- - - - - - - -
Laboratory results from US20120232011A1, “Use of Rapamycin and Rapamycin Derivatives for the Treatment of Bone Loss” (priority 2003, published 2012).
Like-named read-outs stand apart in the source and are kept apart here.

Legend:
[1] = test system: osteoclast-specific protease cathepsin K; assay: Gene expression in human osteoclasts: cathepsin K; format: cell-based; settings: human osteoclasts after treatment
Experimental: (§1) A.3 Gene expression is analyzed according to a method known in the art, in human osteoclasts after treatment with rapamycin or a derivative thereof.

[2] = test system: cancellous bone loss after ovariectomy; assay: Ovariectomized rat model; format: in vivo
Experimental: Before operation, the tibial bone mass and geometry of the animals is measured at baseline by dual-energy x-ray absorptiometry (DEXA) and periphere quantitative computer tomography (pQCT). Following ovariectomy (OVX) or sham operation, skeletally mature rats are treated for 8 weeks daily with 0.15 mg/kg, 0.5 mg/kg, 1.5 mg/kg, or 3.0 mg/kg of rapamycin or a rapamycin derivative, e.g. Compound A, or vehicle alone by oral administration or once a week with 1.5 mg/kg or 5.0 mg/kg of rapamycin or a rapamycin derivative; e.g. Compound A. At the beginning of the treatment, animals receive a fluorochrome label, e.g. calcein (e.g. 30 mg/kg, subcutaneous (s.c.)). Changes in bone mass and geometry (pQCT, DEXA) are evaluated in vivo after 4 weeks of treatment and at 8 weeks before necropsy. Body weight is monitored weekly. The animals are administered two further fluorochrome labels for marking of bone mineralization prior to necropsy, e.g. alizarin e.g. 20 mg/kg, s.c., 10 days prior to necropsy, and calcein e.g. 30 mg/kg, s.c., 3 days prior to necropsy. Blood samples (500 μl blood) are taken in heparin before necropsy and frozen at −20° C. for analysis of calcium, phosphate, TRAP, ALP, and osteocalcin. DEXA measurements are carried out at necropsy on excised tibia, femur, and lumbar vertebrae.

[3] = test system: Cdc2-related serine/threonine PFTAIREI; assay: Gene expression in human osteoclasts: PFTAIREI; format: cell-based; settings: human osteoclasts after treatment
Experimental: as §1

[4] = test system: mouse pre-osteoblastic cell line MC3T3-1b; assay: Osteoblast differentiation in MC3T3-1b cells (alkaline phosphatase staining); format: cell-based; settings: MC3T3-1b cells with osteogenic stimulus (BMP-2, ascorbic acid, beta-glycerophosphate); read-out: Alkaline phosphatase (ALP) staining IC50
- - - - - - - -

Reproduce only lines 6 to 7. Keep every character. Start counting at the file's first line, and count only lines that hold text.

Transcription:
[2] = test system: cancellous bone loss after ovariectomy; assay: Ovariectomized rat model; format: in vivo
Experimental: Before operation, the tibial bone mass and geometry of the animals is measured at baseline by dual-energy x-ray absorptiometry (DEXA) and periphere quantitative computer tomography (pQCT). Following ovariectomy (OVX) or sham operation, skeletally mature rats are treated for 8 weeks daily with 0.15 mg/kg, 0.5 mg/kg, 1.5 mg/kg, or 3.0 mg/kg of rapamycin or a rapamycin derivative, e.g. Compound A, or vehicle alone by oral administration or once a week with 1.5 mg/kg or 5.0 mg/kg of rapamycin or a rapamycin derivative; e.g. Compound A. At the beginning of the treatment, animals receive a fluorochrome label, e.g. calcein (e.g. 30 mg/kg, subcutaneous (s.c.)). Changes in bone mass and geometry (pQCT, DEXA) are evaluated in vivo after 4 weeks of treatment and at 8 weeks before necropsy. Body weight is monitored weekly. The animals are administered two further fluorochrome labels for marking of bone mineralization prior to necropsy, e.g. alizarin e.g. 20 mg/kg, s.c., 10 days prior to necropsy, and calcein e.g. 30 mg/kg, s.c., 3 days prior to necropsy. Blood samples (500 μl blood) are taken in heparin before necropsy and frozen at −20° C. for analysis of calcium, phosphate, TRAP, ALP, and osteocalcin. DEXA measurements are carried out at necropsy on excised tibia, femur, and lumbar vertebrae.